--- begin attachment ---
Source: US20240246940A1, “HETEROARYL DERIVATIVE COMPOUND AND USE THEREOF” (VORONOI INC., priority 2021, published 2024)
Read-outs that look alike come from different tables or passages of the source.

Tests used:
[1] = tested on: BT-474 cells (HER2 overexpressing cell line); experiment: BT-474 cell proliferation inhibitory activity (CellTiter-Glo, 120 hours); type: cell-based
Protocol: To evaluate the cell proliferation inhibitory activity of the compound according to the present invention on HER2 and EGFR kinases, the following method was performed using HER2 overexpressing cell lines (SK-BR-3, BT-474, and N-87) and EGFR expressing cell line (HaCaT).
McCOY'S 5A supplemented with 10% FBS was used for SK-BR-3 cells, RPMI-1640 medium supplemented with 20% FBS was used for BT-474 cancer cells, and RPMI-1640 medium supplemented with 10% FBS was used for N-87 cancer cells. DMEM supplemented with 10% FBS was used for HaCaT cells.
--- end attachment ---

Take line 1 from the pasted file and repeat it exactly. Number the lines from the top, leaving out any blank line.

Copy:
Source: US20240246940A1, “HETEROARYL DERIVATIVE COMPOUND AND USE THEREOF” (VORONOI INC., priority 2021, published 2024)